Parked in a hangar in downtown Tripoli, some 35 buses awaited this week’s launch of a new urban public transport scheme — the first in the Libyan capital in three decades.
Imported from China, the brand new vehicles will make their first trips in the coming days, across a city that for six months has lived with the deadly rhythm of combat in its outer suburbs.
Since April, eastern strongman Khalifa Haftar has been battling forces loyal to the UN-recognised Government of National Accord for control of Tripoli.
Equipped with wifi and air conditioning, the blue and white buses will run 20 routes, from Janzour 15 kilometres west of Tripoli to Tajoura, 12 kilometres east of the city. Another route will travel 25 kilometres south to the airport (though the facility is not operational).
Transport company Al-Sahem — whose name means arrow — wants residents to re-embrace public transport as a way to reduce congestion in this Mediterranean city where urbanisation sprawls along the coast.
With commutes lengthening, increasingly dilapidated private transport options aren’t meeting people’s needs, said al-Sahem head Aboubakr Qormane.
“We urgently need to re-establish public transport services in Tripoli, a city that has suffered in its absence,” he told AFP.
The system will “prioritise workers who need public transport the most… reducing congestion during rush hour,” he said.
Every day, Mohamed al-Bouzedi commutes via minibus or ancient taxi from his home in Janzour to his clothing shop in town.
“There hasn’t been public transport in Tripoli for decades … this project will be really helpful to residents,” said al-Bouzedi, whose journey is often punctuated by breakdowns and traffic jams.
“Modern buses should help me get to my shop in less time. I’m eager to try it,” he said.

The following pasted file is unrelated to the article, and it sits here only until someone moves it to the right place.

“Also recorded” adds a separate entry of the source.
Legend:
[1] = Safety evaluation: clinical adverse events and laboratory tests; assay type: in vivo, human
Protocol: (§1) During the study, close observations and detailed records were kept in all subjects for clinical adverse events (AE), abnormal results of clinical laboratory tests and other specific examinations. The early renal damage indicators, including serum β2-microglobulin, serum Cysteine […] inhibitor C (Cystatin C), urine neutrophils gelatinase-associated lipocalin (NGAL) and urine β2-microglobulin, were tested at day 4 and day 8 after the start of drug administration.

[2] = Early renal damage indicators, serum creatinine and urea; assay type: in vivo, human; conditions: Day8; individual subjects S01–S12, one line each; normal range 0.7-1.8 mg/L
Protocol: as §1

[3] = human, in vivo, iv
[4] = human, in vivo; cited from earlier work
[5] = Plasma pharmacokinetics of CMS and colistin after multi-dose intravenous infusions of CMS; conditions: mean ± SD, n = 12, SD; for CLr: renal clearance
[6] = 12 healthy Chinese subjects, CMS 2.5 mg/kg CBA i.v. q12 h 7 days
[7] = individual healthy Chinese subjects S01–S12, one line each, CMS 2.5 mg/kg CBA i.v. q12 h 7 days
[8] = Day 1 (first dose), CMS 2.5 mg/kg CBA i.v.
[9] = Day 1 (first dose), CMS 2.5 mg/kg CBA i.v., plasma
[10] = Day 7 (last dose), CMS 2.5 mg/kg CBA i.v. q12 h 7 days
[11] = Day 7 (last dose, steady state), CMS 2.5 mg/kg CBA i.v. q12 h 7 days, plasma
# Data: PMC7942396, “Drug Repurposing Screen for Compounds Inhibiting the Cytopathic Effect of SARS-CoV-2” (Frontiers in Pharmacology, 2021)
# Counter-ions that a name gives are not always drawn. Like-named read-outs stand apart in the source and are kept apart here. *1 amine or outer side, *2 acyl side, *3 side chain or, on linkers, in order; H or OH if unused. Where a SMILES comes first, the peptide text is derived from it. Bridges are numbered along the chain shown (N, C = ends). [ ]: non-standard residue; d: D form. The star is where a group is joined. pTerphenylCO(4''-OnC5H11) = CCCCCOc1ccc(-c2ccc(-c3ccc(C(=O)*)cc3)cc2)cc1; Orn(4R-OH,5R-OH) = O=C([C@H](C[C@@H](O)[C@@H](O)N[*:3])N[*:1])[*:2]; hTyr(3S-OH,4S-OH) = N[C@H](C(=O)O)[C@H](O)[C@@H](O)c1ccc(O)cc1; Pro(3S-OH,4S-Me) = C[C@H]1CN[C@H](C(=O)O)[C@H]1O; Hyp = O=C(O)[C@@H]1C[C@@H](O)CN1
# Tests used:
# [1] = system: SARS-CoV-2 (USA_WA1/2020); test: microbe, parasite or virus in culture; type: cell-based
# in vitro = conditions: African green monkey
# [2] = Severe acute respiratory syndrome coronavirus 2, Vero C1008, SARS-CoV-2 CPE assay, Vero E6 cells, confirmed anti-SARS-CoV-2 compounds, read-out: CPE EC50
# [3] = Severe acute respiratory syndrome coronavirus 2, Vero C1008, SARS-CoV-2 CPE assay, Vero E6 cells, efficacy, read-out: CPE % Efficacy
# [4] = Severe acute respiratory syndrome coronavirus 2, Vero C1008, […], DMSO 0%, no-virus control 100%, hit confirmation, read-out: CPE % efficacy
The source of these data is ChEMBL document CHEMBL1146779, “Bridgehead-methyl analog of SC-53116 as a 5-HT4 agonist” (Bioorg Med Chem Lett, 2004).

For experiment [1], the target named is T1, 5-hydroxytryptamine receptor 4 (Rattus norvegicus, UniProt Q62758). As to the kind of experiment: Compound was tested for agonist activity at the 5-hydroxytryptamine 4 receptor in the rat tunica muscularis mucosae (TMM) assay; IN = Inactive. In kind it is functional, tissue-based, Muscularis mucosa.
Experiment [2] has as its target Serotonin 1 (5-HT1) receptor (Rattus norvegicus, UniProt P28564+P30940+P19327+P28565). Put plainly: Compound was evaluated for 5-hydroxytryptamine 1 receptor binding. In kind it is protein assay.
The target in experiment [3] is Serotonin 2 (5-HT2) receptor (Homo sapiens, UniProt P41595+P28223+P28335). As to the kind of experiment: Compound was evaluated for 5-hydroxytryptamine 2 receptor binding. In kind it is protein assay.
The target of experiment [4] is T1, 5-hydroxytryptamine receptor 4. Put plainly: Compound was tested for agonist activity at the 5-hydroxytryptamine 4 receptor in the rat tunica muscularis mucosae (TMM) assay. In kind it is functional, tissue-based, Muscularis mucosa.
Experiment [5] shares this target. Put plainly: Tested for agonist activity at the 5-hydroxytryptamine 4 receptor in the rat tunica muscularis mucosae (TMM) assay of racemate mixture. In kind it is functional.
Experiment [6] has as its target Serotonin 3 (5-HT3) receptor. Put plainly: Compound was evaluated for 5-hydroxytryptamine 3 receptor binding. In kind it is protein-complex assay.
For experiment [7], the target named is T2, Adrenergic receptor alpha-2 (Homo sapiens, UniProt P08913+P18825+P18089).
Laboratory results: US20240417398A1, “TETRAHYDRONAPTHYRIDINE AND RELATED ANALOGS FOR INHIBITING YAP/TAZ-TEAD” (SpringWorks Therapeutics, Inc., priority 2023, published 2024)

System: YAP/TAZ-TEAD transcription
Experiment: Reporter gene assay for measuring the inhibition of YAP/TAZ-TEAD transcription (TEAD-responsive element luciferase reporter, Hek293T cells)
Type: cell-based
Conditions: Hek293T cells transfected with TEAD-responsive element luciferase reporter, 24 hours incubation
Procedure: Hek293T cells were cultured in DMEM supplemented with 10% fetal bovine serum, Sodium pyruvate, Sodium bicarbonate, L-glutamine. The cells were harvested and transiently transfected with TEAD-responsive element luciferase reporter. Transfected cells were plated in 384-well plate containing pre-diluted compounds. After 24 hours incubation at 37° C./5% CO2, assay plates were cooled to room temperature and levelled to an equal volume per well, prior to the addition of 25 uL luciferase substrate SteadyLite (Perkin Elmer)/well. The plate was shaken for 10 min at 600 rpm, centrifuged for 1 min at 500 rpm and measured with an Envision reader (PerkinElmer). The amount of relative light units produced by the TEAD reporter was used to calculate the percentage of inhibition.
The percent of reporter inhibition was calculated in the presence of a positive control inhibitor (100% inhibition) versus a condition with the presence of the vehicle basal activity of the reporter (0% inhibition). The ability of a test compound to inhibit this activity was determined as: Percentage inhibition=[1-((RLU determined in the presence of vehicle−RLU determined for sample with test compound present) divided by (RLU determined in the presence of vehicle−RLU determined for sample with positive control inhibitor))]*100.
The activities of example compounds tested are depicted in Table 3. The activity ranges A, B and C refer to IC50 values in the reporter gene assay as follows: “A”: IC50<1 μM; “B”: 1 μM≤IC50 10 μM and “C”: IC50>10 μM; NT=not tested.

Until now, those without a car have had the choice between taking a taxi or relying on rundown private minibuses — known locally as Ivecos after their manufacturer — which ply the main roads.
Qormane said al-Sahem had contracted Chinese manufacturer King Long to provide 145 vehicles over two years at a cost of $13-million.
Selecting the capital for al-Sahem’s pilot project was a logical choice, Qormane said: “A third of Libya’s population lives in Tripoli and its roads present no great challenges, beyond a general disregard for the road code.”
After launching its Tripoli project, Al-Sahem hopes to introduce intercity lines, in particular connecting isolated southern cities dotted across a vast desert landscape in a country of more than 1.7-million km2.
With fighting still imperilling certain districts around Tripoli, shopkeeper al-Bouzedi worries for the future of a public bus project.
“The situation on the outskirts of Tripoli, particularly in the southern suburbs, is bad. Rocket fire is indiscriminate and unpredictable. It would be tragic if a rocket hit a bus filled with 40 passengers,” he said.
Another obstacle to the transport network is more mundane: severe traffic clogs Tripoli’s roads daily.
In an oil-rich country, where subsidised petrol costs about 10 cents a litre (less than bottled water), the average household owns two to three cars.
In Tripoli alone, the number of privately-owned vehicles has more than tripled in less than a decade, jumping from 600 000 in 2010 to two million this year.
Together with municipal vehicles, taxis and minibuses, the number rises to three million — in a city of two million inhabitants.
But if buses will be a boon for most citizens, some taxi drivers worry for their future earnings.
Abdel Mohayem fears he could be forced to sell his cab if his passengers prefer the bus, the driver told AFP.
“Many will be affected by this project… even if it does reduce traffic jams and travel time,” he said.
© Agence France-Presse